The Fortnightly Review/Volume 77/Issue 459/The Future of Air-ships

4035105The Fortnightly Review — The Future of Air-shipsAlberto Santos-Dumont



SUPPOSE that I consider it quite possible to visit the North Pole in an air-ship? Suppose I predict that at no distant date aerial cruisers will threaten fleets, make war on submarine boats, and stampede army divisions?

Suppose I tell you that I hope, as early as the coming summer, to give something to the impetus remaining needful to the aerial effort that will bring such things to pass in Europe? That I fully expect, before the particular experiment be finished, to go cruising for a week at a time over Europe in an air-ship that will not need to touch earth each night because it will be in itself a floating house?

You might reply that such looking into the future is easy. But looking into the past is also a kind of looking into the future. When eight years ago I first proposed to attach an explosive petroleum motor beneath a balloon filled with inflammable gas, the world cried out against the project.

After I had proved the safety of the automobile motor in the air, I declared that I would build an air-ship capable of making steering-way against moderate winds. I was at once accused of being as ignorant of mechanics as of aeronautics ; the elongated balloon would double on itself ; and the system would be carried off by the first breeze. To add to the discouragement, the balloon of my second air-ship did double on itself, and I was carried by the wind from the Jardin d'Acclimatation to the Plain of Bagatelle.

Years passed. I built other air-ships. I navigated over Paris; I made evolutions above the Champ de Mars ; I accomplished trips to points indicated in advance; I returned to my starting points. In a word, I enjoyed great pleasure in my air-ships, which I saw to be practical. Yet the accusation that I would be helpless in the wind pursued me ; and I heard it from so many authoritative lips that it is a wonder I did not come to fear it myself such is the world's power of suggestion over the individual.

Then I navigated the air between St. Cloud and the Eiffel Tower against a time limit believed to be prohibitory—not once but twice ; not twice, but three times. On October 19th, 1901. I made the eleven kilometres plus the turning of the Tower in 29 minutes 30 seconds. Was it done in a profound calm? No; the Central Meteorological Bureau reported, at the moment of starting, a south-east wind blowing six metres per second—twenty-one kilometres per hour—at the altitude of the Eiffel Tower.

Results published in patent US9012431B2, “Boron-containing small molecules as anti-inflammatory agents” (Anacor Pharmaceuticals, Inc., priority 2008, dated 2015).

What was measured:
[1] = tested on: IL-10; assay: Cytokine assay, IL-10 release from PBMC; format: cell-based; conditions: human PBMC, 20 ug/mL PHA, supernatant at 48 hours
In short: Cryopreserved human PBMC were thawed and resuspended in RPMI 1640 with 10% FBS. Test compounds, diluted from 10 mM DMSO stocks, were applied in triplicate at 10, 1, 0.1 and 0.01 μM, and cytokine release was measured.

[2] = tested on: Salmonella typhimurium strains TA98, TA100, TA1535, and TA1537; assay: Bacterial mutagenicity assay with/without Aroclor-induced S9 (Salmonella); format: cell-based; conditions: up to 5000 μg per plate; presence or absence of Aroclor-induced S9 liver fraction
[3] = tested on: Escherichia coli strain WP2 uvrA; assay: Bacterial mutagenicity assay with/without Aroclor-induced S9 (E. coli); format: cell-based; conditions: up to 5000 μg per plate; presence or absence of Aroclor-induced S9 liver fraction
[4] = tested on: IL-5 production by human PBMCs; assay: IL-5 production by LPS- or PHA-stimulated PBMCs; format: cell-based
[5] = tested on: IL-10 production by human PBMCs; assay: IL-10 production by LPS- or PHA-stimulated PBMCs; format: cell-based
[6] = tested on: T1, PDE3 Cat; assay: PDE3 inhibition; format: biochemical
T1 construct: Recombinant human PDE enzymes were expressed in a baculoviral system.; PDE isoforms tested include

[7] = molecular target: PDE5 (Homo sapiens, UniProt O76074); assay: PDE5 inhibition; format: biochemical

At Monaco in the early part of 1902 I dealt so continually with the wind that I was never able to make a satisfactory estimate of my speed. Up and down the Mediterranean coast I sped, sometimes accelerated, sometimes retarded by the wind ; and so I came to look on the entire wind-problem as simply one of plus and minus as to speed and of the toughness of superposed silk and varnish with respect to pressure ; and my strongest impression of those Mediterranean flights remains that I rejoiced, laughing to see how I outsped and left behind me the steam-chaloupes and petroleum launches that ought to have accompanied me to pick me up in case I fell!

Everything I have thus far accomplished has become common-place. It is known, it has been seen, it seems natural, not unusual. But let us not forget that the commonplaces of 1902 were the impossibilities of 1898.

I said this to myself. I had tired of straining for speed to gratify the curiosity of others; and so I permitted myself to take some aerial amusement. I built my little "No. 9," in which, day after day, I hopped over the trees of the Bois, kept appointments to lunch, attended a review, and guide-roped down the Avenue des Champs Elysées to my door at the corner of the Rue Washington.

That was one kind of air-ship. Had I at that moment predicted that, within two years, I would go on aerial pleasure-cruises of a week's length, accompanied by friends whom I would lodge, feed, and keep warm, while they should sleep between the constellations and the earth, and exult through golden afternoons spent gliding over Europe, I should have heard all the old objections—and some new ones.